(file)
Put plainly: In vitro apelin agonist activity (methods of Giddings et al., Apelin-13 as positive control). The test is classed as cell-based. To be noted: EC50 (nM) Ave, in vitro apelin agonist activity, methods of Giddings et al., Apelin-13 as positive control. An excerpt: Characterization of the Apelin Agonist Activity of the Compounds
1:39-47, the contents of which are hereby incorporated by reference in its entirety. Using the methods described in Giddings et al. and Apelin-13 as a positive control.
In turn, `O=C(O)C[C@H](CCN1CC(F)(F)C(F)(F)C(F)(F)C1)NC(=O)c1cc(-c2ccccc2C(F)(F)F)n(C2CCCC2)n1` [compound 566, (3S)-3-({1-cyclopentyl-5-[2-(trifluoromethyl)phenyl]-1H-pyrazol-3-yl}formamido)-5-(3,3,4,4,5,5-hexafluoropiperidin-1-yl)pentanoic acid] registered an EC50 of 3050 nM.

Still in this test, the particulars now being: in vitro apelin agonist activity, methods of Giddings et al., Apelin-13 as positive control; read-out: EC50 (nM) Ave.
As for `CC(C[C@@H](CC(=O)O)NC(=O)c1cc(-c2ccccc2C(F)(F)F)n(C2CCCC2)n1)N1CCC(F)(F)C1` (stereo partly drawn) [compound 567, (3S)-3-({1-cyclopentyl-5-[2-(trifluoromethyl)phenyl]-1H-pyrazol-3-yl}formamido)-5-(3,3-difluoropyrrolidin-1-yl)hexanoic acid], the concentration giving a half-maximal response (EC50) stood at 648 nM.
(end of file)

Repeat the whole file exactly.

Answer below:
Put plainly: In vitro apelin agonist activity (methods of Giddings et al., Apelin-13 as positive control). The test is classed as cell-based. To be noted: EC50 (nM) Ave, in vitro apelin agonist activity, methods of Giddings et al., Apelin-13 as positive control. An excerpt: Characterization of the Apelin Agonist Activity of the Compounds
1:39-47, the contents of which are hereby incorporated by reference in its entirety. Using the methods described in Giddings et al. and Apelin-13 as a positive control.
In turn, `O=C(O)C[C@H](CCN1CC(F)(F)C(F)(F)C(F)(F)C1)NC(=O)c1cc(-c2ccccc2C(F)(F)F)n(C2CCCC2)n1` [compound 566, (3S)-3-({1-cyclopentyl-5-[2-(trifluoromethyl)phenyl]-1H-pyrazol-3-yl}formamido)-5-(3,3,4,4,5,5-hexafluoropiperidin-1-yl)pentanoic acid] registered an EC50 of 3050 nM.

Still in this test, the particulars now being: in vitro apelin agonist activity, methods of Giddings et al., Apelin-13 as positive control; read-out: EC50 (nM) Ave.
As for `CC(C[C@@H](CC(=O)O)NC(=O)c1cc(-c2ccccc2C(F)(F)F)n(C2CCCC2)n1)N1CCC(F)(F)C1` (stereo partly drawn) [compound 567, (3S)-3-({1-cyclopentyl-5-[2-(trifluoromethyl)phenyl]-1H-pyrazol-3-yl}formamido)-5-(3,3-difluoropyrrolidin-1-yl)hexanoic acid], the concentration giving a half-maximal response (EC50) stood at 648 nM.